Jumping or skipping zones is the most common issue faced by indexing valves.
Sadly, it’s not the indexing valve causing the issue but rather how it integrates with the rest of the irrigation system and how that system is operating. Think of it like this: the indexing valve has one moving part; it’s incredibly simple in its design. If there’s something mechanically wrong with the valve, it will simply hang up and get stuck.
For example, issue number one:
The Faulty Check Valve
Check valves are used on pump-driven systems, and their sole purpose is to maintain the pump’s prime. If the check valve doesn’t close completely, the water will slowly trickle back to the source and leave air pockets in the line.
You will most likely notice this issue after your pump has been off for a reasonable amount of time, and when you crank it up, it takes anywhere from a few seconds to a few minutes to get water.
This will cause an initial burst of water from the pump, pushing the disk down. Unfortunately, due to those pockets in the line, the water flow will decrease to the point where the disk floats back up and rotates. Then, as the pump completes the re-priming process, the volume of water will go full force and push the disk back down, skipping a zone.
There’s an excellent test for this and two methods to accomplish it. The first involves a ball valve. If you have one, turn the pump on and get a zone running. Then, close the ball valve, give it a few seconds, and open it back up. Please don’t close it for an extended period because your pump will eventually burn up.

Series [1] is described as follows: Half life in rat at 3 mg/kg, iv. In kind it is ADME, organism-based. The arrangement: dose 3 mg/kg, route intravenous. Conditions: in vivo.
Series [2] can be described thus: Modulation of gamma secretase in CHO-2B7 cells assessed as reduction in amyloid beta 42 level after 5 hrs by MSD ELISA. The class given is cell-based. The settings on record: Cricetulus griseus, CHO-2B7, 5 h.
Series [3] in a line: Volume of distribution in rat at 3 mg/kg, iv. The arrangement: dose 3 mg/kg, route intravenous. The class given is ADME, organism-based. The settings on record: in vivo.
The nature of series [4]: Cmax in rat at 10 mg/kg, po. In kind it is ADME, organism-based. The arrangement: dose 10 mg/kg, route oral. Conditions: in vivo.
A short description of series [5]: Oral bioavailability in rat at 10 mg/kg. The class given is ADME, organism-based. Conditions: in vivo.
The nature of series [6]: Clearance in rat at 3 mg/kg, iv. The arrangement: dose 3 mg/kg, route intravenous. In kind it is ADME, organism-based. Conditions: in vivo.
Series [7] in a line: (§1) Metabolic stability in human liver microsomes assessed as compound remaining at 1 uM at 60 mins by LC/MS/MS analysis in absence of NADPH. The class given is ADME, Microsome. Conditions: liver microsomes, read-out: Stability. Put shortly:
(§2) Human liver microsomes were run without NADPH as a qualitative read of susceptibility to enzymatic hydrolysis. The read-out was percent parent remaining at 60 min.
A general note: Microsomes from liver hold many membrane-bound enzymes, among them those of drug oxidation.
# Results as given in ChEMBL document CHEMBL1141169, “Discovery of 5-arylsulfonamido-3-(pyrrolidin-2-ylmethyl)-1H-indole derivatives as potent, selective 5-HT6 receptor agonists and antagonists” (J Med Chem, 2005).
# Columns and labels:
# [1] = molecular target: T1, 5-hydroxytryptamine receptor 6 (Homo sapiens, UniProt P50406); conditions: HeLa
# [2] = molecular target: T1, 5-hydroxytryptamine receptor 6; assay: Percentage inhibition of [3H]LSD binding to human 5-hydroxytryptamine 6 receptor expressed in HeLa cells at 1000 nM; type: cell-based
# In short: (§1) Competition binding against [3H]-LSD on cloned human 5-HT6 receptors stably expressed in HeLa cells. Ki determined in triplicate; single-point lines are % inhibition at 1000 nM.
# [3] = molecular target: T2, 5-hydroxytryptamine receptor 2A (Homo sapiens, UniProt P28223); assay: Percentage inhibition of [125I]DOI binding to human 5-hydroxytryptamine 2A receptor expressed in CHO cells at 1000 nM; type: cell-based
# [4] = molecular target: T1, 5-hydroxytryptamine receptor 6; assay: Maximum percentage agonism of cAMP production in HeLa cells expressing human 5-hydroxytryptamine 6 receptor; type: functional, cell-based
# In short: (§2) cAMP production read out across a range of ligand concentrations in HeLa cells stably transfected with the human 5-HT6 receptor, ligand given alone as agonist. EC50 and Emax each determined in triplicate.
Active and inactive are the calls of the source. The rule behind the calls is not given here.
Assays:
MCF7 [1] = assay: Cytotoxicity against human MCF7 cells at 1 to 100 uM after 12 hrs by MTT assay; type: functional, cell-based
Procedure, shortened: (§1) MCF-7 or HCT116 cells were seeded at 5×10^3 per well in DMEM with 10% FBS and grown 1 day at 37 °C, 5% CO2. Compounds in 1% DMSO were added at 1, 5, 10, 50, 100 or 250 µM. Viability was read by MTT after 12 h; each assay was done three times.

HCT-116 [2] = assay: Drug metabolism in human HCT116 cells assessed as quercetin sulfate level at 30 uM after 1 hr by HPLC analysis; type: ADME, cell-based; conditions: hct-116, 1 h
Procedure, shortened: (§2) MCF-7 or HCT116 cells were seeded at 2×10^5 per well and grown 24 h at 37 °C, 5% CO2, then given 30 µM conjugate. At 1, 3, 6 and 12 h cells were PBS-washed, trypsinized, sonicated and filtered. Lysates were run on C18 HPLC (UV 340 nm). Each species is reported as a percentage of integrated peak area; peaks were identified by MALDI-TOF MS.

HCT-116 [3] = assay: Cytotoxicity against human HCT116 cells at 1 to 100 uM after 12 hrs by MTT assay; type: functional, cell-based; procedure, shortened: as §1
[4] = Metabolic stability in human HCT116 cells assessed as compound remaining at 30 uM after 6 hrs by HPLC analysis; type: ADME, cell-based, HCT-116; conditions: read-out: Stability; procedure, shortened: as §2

Just see what zone pops up, close the ball valve, give it 5 seconds or so, and open it back up. Repeat this and see if you can get the valve to go through the entire cycle.
If you don’t have a ball valve, the next best thing is to use your timer/controller with a short interval. Turn it on, see what zone comes up, and cut it off. Give it a few seconds, and do it again. See if the shorter interval helps.
If the ball valve / shorter interval appears to help, the question becomes, “What’s happening during that extra time?”. The answer is almost always that the water is slowly trickling back to the source, and the one device that’s supposed to keep that from occurring is the check valve.
Culprit number two is a lot rarer as most of our business is in the State of Florida, and the state of Florida is pretty flat. This issue occurs when there are lines above the indexing valve in elevation.
When the water flow is stopped, gravity will want to level that water off throughout the system wherever possible. If there are lines above the valve, water will now flow into the indexing valve through the valve outlets.
This will often cause the valve to jump zones, and a check valve should be installed on any outlet going up in elevation from the indexing valve.
It’s Forming a Vacuum
This is rarer and is just as likely to cause a valve to hang up on zones as it is to cause it to jump them.
You go to a restaurant and order a beverage. It arrives with a straw in it. You place your finger on top of that straw and remove it from the beverage. Even though the bottom end of the straw is open, the liquid will remain in the straw due to the vacuum your finger is creating.
An irrigation system can form a vacuum in a very similar fashion. It will usually cause a valve to simply stick on a zone, though it can cause it to jump also. The key to this is what’s called an atmospheric vacuum breaker or air release valve. Most city water systems have these already installed, but they do go bad on occasion.
What these devices do is simply remove the finger from the straw after you power the system down. This allows the valve to advance quicker and function better overall.